New Capitol exhibit features profiles of civil rights activists Gossett and Howell

New Capitol exhibit features profiles of civil rights activists Gossett and Howell

Aaron Dixon (left), Larry Gossett and Carl Miller (right) talked to news reporters after they were arrested for unlawful assembly at Franklin High School.
Aaron Dixon (left), Larry Gossett and Carl Miller (right) talked to news reporters after they were arrested for unlawful assembly at Franklin High School. They received the maximum sentence — six months in jail. But their convictions were later overturned on appeal. MOHAI, Seattle Post-Intelligencer Collection

Profiles of longtime civil rights activists Larry Gossett and Lem Howell are the latest chapters in Legacy Washington’s new project, “1968: The Year that Rocked Washington.”

The profiles — part of an exhibit that will open Sept. 13 at the State Capitol — are now online at the project’s homepage.

Gossett and Howell took different paths in fighting for civil rights over the last five decades. One thought elections were a bourgeois trap. The other was president of Young Democrats. One believed in black power by any means necessary. The other was devoted to the rule of law.

But both believed that “wait” almost always meant “never,” to paraphrase Martin Luther King Jr. Each has spent the last half-century battling for minorities and marginalized people, showing the breadth of the movement from sit-ins to legal briefs, while winning battles for students, construction works and others.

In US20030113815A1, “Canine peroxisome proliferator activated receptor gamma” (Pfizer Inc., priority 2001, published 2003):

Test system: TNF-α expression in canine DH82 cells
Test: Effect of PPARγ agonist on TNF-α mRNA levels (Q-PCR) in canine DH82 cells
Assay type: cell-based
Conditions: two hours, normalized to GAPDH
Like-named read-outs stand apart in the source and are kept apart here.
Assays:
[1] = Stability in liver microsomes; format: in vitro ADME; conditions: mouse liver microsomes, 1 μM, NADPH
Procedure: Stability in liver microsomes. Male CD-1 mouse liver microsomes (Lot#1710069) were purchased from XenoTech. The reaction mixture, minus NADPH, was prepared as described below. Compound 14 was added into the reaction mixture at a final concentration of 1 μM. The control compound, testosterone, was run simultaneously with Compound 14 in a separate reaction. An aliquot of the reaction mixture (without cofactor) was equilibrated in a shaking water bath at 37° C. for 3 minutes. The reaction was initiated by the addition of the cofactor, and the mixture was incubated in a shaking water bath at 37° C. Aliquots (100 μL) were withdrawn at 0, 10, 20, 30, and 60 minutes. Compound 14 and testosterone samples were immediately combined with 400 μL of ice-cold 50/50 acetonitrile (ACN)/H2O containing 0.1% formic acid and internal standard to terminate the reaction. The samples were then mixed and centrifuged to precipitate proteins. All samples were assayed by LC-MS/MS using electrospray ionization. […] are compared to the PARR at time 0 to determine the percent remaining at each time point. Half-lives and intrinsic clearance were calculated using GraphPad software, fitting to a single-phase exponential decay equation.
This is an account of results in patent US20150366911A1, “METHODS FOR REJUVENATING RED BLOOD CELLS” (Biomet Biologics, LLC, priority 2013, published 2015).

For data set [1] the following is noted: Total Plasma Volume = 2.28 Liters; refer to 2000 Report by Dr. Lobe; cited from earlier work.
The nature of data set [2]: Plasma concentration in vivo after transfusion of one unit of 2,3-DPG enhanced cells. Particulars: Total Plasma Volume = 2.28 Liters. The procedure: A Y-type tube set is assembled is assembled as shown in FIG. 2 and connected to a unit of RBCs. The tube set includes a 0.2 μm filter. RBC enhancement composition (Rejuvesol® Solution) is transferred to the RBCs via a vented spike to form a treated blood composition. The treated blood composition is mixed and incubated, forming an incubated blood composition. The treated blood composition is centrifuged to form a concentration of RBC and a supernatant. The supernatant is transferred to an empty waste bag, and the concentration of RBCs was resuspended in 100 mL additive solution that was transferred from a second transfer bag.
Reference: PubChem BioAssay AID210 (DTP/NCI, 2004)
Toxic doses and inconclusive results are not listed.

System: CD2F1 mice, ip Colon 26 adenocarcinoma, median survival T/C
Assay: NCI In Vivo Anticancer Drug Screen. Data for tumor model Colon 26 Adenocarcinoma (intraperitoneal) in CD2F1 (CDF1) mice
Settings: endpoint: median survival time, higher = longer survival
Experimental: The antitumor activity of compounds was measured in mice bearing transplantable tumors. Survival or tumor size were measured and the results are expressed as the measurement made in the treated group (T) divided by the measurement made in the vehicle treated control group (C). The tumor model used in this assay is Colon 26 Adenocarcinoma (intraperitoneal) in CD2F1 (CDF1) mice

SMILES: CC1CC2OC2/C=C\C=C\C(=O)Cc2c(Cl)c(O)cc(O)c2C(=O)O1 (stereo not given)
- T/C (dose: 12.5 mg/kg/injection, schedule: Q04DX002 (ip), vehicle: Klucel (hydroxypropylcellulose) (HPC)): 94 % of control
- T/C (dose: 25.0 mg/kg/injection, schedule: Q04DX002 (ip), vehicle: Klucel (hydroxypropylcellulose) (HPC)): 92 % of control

In 1968, Gossett helped lead a famous sit-in at his alma mater, Seattle’s Franklin High School. Contemporary accounts say two female African-American students were sent home for wearing Afro hairstyles and two African-American students were sent home for supposedly scuffling with a white student in the hallways. Gossett was arrested for unlawful assembly and in jail on April 4th when he heard that King had been assassinated in Memphis.

Lem Howell
“I became a lawyer to have independence,” said Lem Howell, who clerked for the Washington Supreme Court and was a state assistant attorney general before going into private practice. MOHAI, Seattle Post-Intelligencer Collection

He would also help create the Black Student Union at the University of Washington and occupied the president’s office that year to pressure UW to recruit more minority students and poor-white students.

Howell, a young lawyer who had worked for the Washington state Attorney General’s Office, opened his private practice in 1968.

Soon he was representing black contractors in King County shut out of government construction jobs. Howell argued that an executive order by President Lyndon B. Johnson called for affirmative action in federal contracts. A federal judge agreed with Howell in a landmark decision.

Gossett became a member of the King County Council, which represents more than 2 million people. He has not faced an opponent in his last four elections. Howell continued fighting in court for minorities facing discrimination and police misconduct.

“You have to have the courage to speak up and do what’s right. And that is what both Lem and Larry have,” says Twyla Carter, a senior staff attorney at the ACLU who calls both her mentors.

Thank you to the sponsors of Legacy Washington’s 1968 Exhibit: Capitol City PressThe McGregor Company, the University of Washington, and the Association of Washington Businesses.

  

 

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